Bento Food Traditions

Goshiki ("five colors) is an idea of balance found in Japanese Buddhist thought. It is interpreted as a way of balancing nutrition and aesthetics by having each meal incorporate five colors via the foods chosen: white, red/orange, yellow, green and black/brown/purple.

Goho adds further balance by having each meal incorporate five ways of cooking, choosing from boiling,frying, grilling, pickling, simmering or steaming.

Bento Box Bulletin Board

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    • Jean Rogers profile image

      Jean Rogers 4 years ago

      I am lucky to have a Japanese sister-in-law that makes amazing food. I have been thinking about trying to put together Bento lunches, but haven't yet done it for lack of knowledge. You have inspired me to learn how to do this. Japanese food is so beautiful and delicious!

    • cashmere profile image

      cashmere 4 years ago from India

      I didn't know what a Bento Lunch box was, so the title caught my eye. Now after reading this hub I feel like trying my hand at one!

    • Sharkye11 profile image

      Jayme Kinsey 4 years ago from Oklahoma

      Oh. Okay. Won't try that then. I will stick to fresh rice. Thanks!

    • relache profile image

      Raye 4 years ago from Seattle, WA

      Sharkye, freezing rice tends to make for extremely bad-textured rice unless you've got the capability to flash freeze it.

    • Sharkye11 profile image

      Jayme Kinsey 4 years ago from Oklahoma

      True. Especially if you went ahead and made it while cleaning up after dinner. Do you know if the rice could be frozen in large batches for later use? That would make a really great quick meal for my toddler.

    • relache profile image

      Raye 4 years ago from Seattle, WA

      Sharkye, if you use leftovers from dinner, it becomes very easy to do regularly.

    • Sharkye11 profile image

      Jayme Kinsey 4 years ago from Oklahoma

      That looks very interesting. Definitely fresh and tasty, but I don't know how easy it would be to make it everyday if you were busy. Love the recipe ideas!

    • profile image

      vaforever1987 4 years ago


    • Lovelovemeloveme profile image

      Lovelovemeloveme 4 years ago from Cindee's Land

      thanks for the HUB! this is soo cute! if i had the time i would totally give this a try.

    • MissyGear profile image

      MissyGear 5 years ago

      What an informative article. I absolutely love everything bento. They are so fun and creative. Tasty to boot. I'll have to go make some onigiri for myself right now!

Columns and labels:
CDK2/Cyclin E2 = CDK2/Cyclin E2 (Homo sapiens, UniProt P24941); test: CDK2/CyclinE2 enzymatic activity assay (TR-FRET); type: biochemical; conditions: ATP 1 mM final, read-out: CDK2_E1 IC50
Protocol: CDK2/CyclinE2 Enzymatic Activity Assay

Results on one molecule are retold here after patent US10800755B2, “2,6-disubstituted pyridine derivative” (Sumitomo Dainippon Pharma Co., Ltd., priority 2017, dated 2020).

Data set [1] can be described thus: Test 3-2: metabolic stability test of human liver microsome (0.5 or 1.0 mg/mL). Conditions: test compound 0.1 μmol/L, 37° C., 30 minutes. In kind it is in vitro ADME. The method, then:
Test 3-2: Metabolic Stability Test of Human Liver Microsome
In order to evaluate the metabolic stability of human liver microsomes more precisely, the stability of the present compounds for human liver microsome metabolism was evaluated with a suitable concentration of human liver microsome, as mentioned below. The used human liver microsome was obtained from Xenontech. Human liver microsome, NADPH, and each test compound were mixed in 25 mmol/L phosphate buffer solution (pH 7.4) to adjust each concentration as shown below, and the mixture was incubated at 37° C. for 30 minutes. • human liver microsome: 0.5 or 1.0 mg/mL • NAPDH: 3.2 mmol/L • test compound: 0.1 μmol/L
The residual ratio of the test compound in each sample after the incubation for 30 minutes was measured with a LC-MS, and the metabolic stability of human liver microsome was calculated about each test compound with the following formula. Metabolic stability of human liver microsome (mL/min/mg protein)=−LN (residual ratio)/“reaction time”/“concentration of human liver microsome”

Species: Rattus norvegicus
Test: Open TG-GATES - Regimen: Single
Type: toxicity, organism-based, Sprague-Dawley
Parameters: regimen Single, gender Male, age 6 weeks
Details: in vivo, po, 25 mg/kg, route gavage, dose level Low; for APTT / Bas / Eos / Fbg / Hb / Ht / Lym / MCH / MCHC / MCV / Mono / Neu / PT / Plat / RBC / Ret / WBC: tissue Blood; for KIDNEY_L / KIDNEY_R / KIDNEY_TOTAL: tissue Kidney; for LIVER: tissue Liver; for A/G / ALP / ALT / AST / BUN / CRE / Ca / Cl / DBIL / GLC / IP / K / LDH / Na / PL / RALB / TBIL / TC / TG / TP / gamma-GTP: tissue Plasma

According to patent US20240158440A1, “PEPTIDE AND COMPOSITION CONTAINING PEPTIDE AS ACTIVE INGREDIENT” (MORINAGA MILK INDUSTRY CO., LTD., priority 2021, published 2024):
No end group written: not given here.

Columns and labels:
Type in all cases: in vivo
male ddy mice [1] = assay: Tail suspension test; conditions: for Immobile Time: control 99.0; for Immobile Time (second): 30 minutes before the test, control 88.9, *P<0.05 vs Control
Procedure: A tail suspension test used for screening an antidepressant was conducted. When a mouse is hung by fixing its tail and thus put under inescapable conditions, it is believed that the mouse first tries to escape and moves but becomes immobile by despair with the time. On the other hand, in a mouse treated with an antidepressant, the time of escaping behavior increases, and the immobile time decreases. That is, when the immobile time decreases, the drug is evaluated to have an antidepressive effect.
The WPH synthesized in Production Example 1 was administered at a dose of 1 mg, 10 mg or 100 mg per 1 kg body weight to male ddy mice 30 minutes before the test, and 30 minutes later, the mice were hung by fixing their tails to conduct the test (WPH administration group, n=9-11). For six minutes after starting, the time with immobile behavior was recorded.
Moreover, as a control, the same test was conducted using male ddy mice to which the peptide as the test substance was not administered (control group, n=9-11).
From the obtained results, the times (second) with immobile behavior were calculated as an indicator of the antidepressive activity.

• daisydayz profile image

      Chantele Cross-Jones 5 years ago from Cardiff

      We had some in China, and I love the idea. Really want a bento box!! Ive been making my own little ones with salad stuffs for a while, but would love to learn to make real bento boxes. Great Hub, Voted up!

    • profile image

      whowas 5 years ago

      Wow. I had never even heard of a Bento Box before. That just kicks the pants off the standard 'Tupperware' with a sweaty cheese sandwich and a packet of chips inside it!

      Not only is it great to look at but the ideas for things to cook sound delicious - and healthy too. I kind of regret that I work at home now so I don't need to take a pack lunch. On the other hand there is no reason why I shouldn't use these same recipes and make up a 'Bento plate' is there?

      Excellent - lunch problem solved!

    • PenHitsTheFan profile image

      Amy L. Tarr 5 years ago from Home

      I personally prefer Jasmine or Basanti rice over white rice. It sticks together nicer and has a softer mouth feel.

    • viking305 profile image

      L M Reid 5 years ago from Ireland

      I must be honest I had never heard of a Bento Box before I read this article. But the food looks so simple to prepare and tasty for lunch so I will definitely be giving this a try

      Thanks for SHARING. Up and Awesome

    • profile image

      kelleyward 5 years ago

      This is a great hub full of great tools and information! I am working on bento lunches for my kiddos and am currently writing a hub on this. I will add a link to yours!

    • louromano profile image

      louromano 5 years ago

      Great hub ! I have always wanted to try this, but I didn't know how.

    • louromano profile image

      louromano 5 years ago

      Nice article , thanks for sharing.

    • profile image

      vaishali sabnani 5 years ago

      Nori is not available in what else can u suggest? these Bentos...have seen my daughter preparing these in Japan:)

    • relache profile image

      Raye 5 years ago from Seattle, WA

      Mir, traditional bento boxes don't have raw ingredients that can spoil, as fruit and veggies can last until lunchtime. You can also look for a style of box that retains cold to help. But there should be no raw meat or fish in a bento box.

    • profile image

      Mir 5 years ago

      Does this have to be kept with an icepack? I'm thinking of packing one for lunch at school, but I don't want it to spoil.

      I guess if all else fails, I just won't pack any perishable foods.